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  • Transcript

    LESLIE: Tom in Pennsylvania has an insulation question. How can we help you today?

     
    TOM IN PENNSYLVANIA: Yeah, hi. I have a – about a 90-year-old frame home. It’s two-story. And I was wondering if it would be economically and energy-feasibly to insulate the ceiling of my basement.
     
    TOM: Well, why do you want to do that? What are you trying to achieve? Is it noise? Is it energy efficiency?
     
    TOM IN PENNSYLVANIA: (overlapping voices) No, no. Just for – to conserve natural gas with a forced-air furnace.
     
    TOM: Is the basement a finished space?
     
    TOM IN PENNSYLVANIA: It’s not a finished basement; it’s the old-style basement with the, you know, stone walls and it’s got a concrete floor.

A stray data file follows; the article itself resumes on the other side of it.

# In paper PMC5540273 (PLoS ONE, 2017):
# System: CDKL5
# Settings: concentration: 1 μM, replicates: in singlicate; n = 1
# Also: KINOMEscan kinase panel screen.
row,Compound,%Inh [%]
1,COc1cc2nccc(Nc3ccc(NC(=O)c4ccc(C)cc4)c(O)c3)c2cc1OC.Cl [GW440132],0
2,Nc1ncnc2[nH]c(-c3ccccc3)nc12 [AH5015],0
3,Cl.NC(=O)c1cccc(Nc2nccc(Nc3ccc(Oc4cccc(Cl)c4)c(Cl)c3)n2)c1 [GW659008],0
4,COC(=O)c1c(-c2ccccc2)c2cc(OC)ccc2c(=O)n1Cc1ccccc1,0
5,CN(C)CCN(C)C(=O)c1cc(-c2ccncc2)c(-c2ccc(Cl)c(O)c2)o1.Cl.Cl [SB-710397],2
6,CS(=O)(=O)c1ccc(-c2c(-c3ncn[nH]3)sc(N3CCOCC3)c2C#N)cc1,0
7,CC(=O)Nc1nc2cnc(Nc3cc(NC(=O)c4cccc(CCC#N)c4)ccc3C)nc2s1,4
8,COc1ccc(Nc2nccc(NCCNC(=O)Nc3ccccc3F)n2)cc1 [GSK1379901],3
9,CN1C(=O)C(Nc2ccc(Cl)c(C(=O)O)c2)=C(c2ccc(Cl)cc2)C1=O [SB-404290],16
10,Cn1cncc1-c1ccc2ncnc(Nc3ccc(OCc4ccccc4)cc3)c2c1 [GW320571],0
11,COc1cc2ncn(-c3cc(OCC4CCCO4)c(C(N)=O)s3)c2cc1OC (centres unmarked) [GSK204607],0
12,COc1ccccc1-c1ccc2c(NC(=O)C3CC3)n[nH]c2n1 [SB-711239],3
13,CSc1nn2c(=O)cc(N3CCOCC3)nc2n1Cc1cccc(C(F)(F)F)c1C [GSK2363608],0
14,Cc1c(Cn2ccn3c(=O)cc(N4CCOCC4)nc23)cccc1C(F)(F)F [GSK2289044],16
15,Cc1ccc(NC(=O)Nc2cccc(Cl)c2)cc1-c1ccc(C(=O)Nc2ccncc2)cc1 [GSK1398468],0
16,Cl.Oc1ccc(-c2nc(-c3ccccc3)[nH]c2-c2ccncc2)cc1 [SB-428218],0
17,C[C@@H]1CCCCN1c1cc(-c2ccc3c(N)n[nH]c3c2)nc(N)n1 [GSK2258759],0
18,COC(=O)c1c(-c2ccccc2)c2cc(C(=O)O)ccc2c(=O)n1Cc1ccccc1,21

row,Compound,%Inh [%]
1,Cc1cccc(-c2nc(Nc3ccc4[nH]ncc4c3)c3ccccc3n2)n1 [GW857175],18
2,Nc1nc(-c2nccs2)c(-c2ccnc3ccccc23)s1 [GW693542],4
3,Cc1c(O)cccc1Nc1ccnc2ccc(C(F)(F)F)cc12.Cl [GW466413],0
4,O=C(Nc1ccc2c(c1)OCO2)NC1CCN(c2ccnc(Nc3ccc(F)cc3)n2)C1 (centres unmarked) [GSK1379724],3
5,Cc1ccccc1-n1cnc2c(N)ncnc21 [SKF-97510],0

TOM: Mm-hmm. Well, if you insulate the floor or the ceiling above the basement, it’s going to make the first floor a little bit warmer so it’ll be a little more comfortable. If you’re concerned about noise, it’s not a smart thing to do. If you’re concerned about, you know, insulating the basement, it doesn’t help. But if it’s the first floor, it’ll make it a little bit warmer and if you’re not planning on finishing the basement, I see no reason not to do it.
     
    TOM IN PENNSYLVANIA: OK, because – and that’s also where my thermostat is located, is on my first floor.
     
    TOM: Yes. You will have some energy – if it’s an unfinished space under the house, you know, I’d give you the same advice if it was over a crawlspace. If it’s an unfinished, unheated space, you can insulate it.
     
    TOM IN PENNSYLVANIA: OK. Alright. Very good. OK. Thanks so much.
     
    TOM: You’re welcome, Tom. Thanks so much for calling us at 1-888-MONEY-PIT.
     

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